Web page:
Not exactly shocking, of course.
But when so much hubbub surrounded the last game between Miami and Indiana way back on Dec. 18, Bosh wasn't necessarily buying into the supposed significance. After all, he figured, the season was basically only one-third over at that point.
The Heat and Pacers finally play again on Wednesday. And this time, Bosh knows the buzz is real.
"I know everybody's trying to make the games important back in December," Bosh said. "Well, now they're important."
The Eastern Conference race won't be decided on Wednesday night, but the pendulum is either going to swing toward Indiana moving considerably closer to the No.
And given that these teams don't like each other, plus have faced each other in extremely hard-fought series in each of the past two postseasons, this probably won't seem like just another regular-season game.
"Everybody's getting what they want," Bosh said.
Neither team is exactly rolling into this matchup. Both teams have lost seven of their last 12 games, meaning the Heat have missed plenty of chances to grab the No.
"We're just not clicking," Pacers center Roy Hibbert said after his team lost at Chicago on Monday night. "And we should be clicking."
The Heat beat Portland on Monday—squandering a 17-point lead in the fourth quarter before doing so—but that snapped a highly befuddling streak of missed Miami opportunities.
Before Monday, the Pacers had lost six games in March. And every time, the Heat either lost on the same night or in their next game, meaning a half-dozen chances to tighten up the East race were squandered.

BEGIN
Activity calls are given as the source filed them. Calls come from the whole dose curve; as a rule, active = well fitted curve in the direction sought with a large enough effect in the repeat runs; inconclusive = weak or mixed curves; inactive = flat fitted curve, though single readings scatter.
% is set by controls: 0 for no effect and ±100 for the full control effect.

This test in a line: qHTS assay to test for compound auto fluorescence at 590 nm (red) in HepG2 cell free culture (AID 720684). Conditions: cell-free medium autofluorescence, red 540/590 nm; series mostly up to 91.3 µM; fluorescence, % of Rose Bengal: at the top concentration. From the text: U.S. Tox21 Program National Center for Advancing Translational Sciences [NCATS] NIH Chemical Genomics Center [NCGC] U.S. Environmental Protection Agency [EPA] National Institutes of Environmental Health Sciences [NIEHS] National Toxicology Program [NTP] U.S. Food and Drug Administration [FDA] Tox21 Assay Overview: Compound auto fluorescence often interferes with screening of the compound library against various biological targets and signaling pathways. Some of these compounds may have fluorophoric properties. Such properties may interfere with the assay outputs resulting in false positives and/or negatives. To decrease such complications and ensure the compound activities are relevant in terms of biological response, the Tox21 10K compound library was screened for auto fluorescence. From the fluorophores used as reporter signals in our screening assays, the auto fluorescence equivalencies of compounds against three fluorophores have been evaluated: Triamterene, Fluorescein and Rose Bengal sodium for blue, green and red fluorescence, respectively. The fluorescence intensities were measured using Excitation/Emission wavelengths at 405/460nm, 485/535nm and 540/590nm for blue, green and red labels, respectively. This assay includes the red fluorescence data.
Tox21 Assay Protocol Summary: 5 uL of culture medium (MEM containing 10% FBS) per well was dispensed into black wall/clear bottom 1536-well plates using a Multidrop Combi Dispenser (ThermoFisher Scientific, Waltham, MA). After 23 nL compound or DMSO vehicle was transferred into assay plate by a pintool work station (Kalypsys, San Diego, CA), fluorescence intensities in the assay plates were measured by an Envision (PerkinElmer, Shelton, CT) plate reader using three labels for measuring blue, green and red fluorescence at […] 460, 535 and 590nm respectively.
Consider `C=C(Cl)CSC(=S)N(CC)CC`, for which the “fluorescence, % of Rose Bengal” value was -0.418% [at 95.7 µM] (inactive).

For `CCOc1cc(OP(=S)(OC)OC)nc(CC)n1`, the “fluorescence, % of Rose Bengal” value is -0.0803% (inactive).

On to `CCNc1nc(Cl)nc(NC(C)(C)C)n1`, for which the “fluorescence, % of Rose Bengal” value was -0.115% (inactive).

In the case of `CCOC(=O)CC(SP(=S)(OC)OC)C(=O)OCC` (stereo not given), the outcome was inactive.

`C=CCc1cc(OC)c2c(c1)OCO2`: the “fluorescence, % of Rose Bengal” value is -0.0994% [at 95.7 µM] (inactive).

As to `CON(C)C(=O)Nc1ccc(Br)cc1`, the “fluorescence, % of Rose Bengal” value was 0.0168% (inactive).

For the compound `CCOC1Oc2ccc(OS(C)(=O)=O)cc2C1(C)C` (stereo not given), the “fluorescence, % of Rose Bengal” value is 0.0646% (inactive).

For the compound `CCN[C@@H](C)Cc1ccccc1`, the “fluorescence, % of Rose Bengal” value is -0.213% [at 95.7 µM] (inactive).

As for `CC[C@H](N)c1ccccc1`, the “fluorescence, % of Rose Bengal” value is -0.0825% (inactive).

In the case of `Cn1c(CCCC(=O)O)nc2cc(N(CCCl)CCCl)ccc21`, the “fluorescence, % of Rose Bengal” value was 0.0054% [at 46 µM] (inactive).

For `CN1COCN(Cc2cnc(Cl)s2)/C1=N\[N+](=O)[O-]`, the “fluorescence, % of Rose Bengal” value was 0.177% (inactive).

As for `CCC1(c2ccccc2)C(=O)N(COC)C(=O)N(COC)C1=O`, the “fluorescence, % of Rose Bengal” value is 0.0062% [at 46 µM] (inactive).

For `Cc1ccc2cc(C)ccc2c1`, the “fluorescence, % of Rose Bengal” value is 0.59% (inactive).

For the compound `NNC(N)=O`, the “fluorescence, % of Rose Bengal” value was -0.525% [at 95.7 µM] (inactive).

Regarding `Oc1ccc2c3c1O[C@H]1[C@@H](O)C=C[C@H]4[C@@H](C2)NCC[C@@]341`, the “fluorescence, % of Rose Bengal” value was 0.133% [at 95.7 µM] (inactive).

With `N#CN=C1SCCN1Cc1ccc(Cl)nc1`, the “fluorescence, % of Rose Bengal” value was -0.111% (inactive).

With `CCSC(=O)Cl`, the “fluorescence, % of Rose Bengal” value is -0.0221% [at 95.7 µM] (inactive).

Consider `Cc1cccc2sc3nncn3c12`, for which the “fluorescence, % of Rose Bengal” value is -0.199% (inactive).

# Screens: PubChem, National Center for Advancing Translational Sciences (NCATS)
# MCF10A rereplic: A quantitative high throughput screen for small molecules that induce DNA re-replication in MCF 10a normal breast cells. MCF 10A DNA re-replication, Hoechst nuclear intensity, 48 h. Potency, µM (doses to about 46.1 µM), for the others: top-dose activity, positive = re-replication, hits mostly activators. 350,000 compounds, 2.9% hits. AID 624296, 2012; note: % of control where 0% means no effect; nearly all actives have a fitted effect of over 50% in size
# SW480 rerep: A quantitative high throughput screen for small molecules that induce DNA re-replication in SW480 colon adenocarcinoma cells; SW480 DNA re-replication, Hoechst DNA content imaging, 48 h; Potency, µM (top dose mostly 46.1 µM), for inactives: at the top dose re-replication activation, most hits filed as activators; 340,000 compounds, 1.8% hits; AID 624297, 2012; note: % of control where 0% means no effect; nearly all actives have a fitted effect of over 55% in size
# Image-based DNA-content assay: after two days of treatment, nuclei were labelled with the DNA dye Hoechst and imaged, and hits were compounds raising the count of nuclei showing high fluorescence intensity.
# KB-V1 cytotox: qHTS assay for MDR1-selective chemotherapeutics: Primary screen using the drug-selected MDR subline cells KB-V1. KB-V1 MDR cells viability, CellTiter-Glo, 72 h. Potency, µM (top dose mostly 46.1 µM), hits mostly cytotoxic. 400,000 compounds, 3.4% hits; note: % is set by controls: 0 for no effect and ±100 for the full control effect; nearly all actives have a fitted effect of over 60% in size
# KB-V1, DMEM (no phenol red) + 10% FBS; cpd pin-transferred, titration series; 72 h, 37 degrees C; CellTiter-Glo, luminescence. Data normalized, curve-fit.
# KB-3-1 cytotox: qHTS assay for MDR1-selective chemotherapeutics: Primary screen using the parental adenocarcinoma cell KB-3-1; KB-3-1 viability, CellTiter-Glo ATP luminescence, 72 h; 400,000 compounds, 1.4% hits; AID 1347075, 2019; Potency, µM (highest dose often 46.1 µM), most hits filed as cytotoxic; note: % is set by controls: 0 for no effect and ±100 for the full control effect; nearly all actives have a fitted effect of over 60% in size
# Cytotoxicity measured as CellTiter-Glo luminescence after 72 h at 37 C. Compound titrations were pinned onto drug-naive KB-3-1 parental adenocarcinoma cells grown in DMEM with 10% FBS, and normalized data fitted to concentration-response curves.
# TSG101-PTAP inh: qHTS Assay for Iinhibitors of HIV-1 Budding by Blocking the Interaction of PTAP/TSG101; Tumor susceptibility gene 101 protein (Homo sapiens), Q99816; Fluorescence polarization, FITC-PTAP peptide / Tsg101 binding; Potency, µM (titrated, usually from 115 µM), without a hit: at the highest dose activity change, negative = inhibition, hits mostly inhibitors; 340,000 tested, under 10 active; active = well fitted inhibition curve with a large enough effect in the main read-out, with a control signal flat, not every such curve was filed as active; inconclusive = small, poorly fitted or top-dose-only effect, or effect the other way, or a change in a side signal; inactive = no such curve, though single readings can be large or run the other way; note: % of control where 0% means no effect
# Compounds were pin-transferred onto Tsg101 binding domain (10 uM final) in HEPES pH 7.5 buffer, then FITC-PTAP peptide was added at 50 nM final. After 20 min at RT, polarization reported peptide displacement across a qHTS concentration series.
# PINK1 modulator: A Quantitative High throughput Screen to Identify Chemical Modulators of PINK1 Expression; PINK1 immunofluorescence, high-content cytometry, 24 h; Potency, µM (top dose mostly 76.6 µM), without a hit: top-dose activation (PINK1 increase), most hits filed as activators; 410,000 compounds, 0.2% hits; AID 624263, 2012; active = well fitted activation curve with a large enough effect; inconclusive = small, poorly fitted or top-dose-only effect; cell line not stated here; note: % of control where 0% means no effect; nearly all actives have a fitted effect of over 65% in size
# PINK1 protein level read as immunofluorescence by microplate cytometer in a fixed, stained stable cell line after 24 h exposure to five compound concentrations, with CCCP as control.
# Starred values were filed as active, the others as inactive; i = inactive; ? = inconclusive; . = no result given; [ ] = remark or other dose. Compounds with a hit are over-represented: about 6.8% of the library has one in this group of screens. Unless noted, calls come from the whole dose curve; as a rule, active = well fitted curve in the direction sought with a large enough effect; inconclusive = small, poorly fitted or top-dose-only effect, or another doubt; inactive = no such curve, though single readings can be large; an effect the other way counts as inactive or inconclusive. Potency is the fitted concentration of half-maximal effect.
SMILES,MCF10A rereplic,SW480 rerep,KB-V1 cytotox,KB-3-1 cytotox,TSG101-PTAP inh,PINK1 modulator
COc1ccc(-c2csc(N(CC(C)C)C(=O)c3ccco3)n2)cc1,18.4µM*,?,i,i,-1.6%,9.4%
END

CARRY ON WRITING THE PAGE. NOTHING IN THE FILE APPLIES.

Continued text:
"As many chances as we had, we kept playing with it, we were struggling, they were struggling, we had our chances," Bosh said. "We still have our chance with two showdowns with them."
True, Wednesday's isn't even the last Heat-Pacers meeting of this regular season. The teams square off in Miami on April 11.
This, though, might be the one that ultimately decides the East. If Miami falls three games out now—the Pacers will have only 10 games left after Wednesday—that could get the Heat to start thinking about how to rest certain players before the postseason begins. With Dwyane Wade in and out of the lineup often this season, Miami has used 18 starting lineups; the Pacers have used only three.
Wade hopes to play Wednesday. The Heat said he sat out Monday with an ankle issue; Wade clarified on Tuesday that it's actually a sore Achilles' tendon, but he was able to practice before the team flew to Indianapolis. And if the Heat can close the gap in the standings, that could be a springboard for the two-time defending champions, who face a slew of sub-.500 teams in the next couple weeks.
"It's coming down to a photo finish," Bosh said. "We have a unique opportunity. No matter what's happened this whole season, we're within striking distance. It's here and it'll be a great playoff atmosphere. I can't wait."